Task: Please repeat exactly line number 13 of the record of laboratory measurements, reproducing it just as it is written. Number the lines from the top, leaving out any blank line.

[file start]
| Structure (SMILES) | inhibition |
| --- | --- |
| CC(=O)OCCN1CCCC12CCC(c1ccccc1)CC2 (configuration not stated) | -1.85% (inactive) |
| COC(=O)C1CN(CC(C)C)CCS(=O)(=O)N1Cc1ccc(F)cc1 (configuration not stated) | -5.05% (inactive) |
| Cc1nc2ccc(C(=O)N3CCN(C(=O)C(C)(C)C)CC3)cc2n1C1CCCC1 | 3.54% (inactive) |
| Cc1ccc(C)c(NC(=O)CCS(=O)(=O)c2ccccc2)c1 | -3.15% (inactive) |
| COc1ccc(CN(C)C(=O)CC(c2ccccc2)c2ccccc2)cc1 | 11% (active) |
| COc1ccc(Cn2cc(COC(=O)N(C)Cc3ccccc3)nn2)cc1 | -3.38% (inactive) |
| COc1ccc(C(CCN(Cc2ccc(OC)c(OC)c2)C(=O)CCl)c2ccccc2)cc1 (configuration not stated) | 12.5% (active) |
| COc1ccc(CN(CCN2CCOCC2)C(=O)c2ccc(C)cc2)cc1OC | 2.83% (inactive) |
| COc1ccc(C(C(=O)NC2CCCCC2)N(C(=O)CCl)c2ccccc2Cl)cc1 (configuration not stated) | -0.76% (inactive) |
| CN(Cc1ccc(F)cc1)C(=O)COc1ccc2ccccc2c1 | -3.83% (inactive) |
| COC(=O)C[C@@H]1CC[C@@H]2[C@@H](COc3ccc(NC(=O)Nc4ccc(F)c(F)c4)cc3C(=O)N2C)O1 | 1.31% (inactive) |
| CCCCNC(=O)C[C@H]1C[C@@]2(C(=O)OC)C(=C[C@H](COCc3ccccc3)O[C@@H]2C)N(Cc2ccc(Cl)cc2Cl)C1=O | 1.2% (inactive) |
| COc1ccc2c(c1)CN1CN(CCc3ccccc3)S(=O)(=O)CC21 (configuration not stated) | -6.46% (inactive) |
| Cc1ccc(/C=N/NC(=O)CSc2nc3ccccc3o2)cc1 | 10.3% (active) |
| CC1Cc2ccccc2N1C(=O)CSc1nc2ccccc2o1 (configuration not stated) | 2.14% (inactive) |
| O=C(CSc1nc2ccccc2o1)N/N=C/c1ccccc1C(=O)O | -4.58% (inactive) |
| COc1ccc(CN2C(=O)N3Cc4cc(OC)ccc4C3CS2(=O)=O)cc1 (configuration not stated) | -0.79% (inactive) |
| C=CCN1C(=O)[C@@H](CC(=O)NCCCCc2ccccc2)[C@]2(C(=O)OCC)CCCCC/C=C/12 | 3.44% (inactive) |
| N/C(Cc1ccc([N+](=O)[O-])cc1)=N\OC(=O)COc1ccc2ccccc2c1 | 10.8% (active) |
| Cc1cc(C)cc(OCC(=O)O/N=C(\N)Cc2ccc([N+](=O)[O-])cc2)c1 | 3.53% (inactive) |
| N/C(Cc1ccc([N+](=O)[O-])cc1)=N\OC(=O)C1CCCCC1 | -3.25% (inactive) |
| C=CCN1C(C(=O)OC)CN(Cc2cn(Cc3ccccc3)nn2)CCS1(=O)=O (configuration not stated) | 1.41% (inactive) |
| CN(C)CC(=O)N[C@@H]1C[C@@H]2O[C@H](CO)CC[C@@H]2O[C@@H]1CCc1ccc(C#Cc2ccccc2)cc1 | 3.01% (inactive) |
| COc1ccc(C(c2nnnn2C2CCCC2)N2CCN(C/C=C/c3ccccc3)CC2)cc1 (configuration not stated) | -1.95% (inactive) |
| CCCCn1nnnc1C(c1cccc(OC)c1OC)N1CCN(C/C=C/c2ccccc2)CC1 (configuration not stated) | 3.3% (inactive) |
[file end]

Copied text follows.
| COC(=O)C[C@@H]1CC[C@@H]2[C@@H](COc3ccc(NC(=O)Nc4ccc(F)c(F)c4)cc3C(=O)N2C)O1 | 1.31% (inactive) |